There are classmates of Lingsha, six in total, who were invited to spend the winter holiday at the house, but it quickly becomes apparent that the group of students aren't a close, tightly-knit group of friends. On the contrary. Some of them are positively horrid to each other and then they begin to die, one by one, while they're inside rooms that were either locked or barricaded from the inside. And there are no less than four seemingly impossible murders between the pages of this book!
Xiangya Yue, "a doll-like girl," is the first to go and her death is arguably the most astonishing of all four impossible murders. Yue receives a note from Chengyan Fang, a young man who had asked her out several times, asking her to meet him at the library on the second floor, but there he tried to drug her and she ended up locking herself into an empty storage room – after which she falls completely silent. So they have to take a hatchet to the door and when they finally gained access to the room they make a gruesome discovery: Yue's head had been torn from her shoulders and was nowhere to be found inside the locked room! But it doesn't end there.
A second victim is brutally strangled to death in a changing room and the only unlocked door opened on a tennis court where "the ground of the red clay court was completely intact." Not a single footprint defaced its surface. A third victim, inexplicably, is defenestrated inside a locked room and the last person apparently committed suicide in a bedroom with furniture moved against the inside door.
It has often been remarked that quantity doesn't always mean quality, but the locked rooms here bristle with originality and added a new ideas to the pantheon of impossible crime fiction. My only gripe is that three of the four impossibilities required a stroke of luck to work, which quite an amazing coincidence that it worked three times in a row. However, the author was well aware of this fact and offered a defense for these string of coincidences with the spirit of Edgar Allan Poe acting as a character-witness (see opening-quote).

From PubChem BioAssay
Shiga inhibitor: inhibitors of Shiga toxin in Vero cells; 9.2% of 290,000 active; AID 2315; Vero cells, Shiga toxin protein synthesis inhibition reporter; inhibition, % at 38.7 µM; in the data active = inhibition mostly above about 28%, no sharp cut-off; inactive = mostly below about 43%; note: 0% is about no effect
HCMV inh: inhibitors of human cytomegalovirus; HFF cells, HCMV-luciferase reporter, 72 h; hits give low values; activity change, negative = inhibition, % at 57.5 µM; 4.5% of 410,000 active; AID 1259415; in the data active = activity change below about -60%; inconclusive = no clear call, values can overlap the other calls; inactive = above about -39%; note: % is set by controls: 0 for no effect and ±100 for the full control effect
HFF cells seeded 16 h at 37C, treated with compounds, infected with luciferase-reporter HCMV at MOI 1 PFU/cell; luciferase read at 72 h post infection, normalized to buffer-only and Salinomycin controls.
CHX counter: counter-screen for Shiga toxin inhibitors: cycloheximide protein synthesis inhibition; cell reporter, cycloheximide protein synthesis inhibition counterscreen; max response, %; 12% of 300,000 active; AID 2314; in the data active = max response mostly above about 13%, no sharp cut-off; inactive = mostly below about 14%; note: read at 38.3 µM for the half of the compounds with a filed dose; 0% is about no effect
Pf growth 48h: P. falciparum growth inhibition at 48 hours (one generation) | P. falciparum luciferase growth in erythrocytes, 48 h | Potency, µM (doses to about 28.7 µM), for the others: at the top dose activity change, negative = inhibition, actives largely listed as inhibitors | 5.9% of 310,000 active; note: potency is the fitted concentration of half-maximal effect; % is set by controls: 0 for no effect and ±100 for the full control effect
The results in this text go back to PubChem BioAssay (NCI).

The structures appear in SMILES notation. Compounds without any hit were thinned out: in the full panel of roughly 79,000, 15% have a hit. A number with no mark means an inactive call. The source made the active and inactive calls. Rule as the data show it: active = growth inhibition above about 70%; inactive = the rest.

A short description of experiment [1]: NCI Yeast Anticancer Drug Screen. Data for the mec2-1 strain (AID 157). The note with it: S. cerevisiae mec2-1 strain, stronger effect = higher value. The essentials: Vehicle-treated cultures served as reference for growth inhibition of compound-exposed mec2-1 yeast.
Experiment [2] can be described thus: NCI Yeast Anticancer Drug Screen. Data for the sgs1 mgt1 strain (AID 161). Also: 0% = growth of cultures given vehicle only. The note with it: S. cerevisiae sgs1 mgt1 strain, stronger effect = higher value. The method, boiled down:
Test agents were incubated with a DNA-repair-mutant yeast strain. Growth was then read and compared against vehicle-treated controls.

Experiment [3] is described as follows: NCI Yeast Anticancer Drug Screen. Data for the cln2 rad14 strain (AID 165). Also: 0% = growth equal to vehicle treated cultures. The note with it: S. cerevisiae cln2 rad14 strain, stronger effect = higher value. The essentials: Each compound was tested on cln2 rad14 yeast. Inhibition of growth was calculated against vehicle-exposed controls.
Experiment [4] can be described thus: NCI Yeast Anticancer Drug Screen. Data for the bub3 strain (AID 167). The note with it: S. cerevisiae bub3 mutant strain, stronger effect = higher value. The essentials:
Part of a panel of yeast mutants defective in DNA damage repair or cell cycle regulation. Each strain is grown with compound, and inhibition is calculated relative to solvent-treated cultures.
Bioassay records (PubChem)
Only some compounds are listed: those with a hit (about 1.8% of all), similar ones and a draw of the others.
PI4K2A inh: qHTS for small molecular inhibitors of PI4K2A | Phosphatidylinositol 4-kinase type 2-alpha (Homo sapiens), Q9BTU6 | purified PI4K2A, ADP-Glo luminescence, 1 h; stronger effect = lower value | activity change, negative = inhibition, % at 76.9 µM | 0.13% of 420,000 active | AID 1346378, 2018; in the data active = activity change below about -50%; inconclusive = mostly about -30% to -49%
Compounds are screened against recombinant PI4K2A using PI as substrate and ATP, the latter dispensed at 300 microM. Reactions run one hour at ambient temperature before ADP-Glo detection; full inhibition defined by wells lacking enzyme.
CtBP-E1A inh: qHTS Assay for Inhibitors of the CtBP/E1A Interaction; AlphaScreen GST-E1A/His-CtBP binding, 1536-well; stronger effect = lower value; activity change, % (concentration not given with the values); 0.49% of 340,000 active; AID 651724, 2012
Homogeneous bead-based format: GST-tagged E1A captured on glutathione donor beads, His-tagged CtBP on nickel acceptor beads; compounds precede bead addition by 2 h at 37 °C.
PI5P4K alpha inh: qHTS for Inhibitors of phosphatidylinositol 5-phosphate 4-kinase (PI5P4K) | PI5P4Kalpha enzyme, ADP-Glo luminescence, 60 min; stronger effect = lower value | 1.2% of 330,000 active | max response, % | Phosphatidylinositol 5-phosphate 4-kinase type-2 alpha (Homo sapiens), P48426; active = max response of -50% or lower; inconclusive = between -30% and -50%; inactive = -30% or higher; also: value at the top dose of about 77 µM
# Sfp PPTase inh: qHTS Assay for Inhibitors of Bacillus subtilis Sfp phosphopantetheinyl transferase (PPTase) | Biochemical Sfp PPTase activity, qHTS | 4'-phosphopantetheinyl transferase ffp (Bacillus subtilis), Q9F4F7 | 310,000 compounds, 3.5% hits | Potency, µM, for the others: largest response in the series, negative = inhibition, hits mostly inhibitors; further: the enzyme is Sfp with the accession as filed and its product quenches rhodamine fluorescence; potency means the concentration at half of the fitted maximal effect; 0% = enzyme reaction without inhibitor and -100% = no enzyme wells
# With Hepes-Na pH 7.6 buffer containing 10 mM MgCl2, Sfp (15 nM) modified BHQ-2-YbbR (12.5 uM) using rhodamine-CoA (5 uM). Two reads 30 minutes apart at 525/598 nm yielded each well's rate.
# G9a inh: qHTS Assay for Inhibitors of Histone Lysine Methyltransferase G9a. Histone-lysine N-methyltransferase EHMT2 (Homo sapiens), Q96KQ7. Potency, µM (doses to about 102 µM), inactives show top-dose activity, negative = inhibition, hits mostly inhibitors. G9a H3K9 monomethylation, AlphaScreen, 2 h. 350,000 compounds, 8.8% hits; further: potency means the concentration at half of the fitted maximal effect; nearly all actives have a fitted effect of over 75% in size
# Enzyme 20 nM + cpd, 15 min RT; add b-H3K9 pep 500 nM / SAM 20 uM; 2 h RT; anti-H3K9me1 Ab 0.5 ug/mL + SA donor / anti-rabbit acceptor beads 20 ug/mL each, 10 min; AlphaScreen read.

I also liked how these three impossibilities stand in relation to the fourth and final locked room murder, which has a genuinely clever explanation and provides the book with a tragic who-and whydunit element – which nicely dovetailed with the previous three deaths and the family murders of the preceding year. So I decided to refrain from nitpicking and accept the defense given by Lin.
Death in the House of Rain truly has all the hallmarks of a Japanese shin honkaku mystery novel and stands comparison with its illustrious predecessors such as Soji Shimada's Senseijutsu satsujinjiken (The Tokyo Zodiac Murders, 1981), Yukito Ayatsuji's Jakkakukan no satsujin (The Decagon House Murders, 1987) and Alice Arisugawa's Koto Pazuru (The Moai Island Puzzle, 1989).
I pointed out in the past how these shin honkaku mystery novels also left an indelible mark on the anime-and manga corner of the mystery genre, which includes such popular and long-running series as Detective Conan, The Kindaichi Case Files and Detective Academy Q, but this time they might also had an influence of a shin honkaku-style author. Not only did this story read like an elaborate Conan or Kindaichi story-arc, but Lin also kept referring to a suicide note as "a death note." I might be sorely mistaken, but I think that's as obvious a reference as referring to the unknown murderer, stalking the twisty corridors and locked rooms of the house, as a hollow man.
So, that's about all I can, or have, to say about the book, because, while Death in the House of Rain, has plot that revolves around four impossible crimes, it's also an incredibly lean story. One that you can blaze through like a short story or novella, which might be the only true weakness of the book. The readers arrives at the final chapter way too fast. Otherwise, this is a dark, moody locked room novel in the grand tradition of John Dickson Carr, Hake Talbot and Paul Halter. Definitely recommended to all of my fellow locked room fanatics!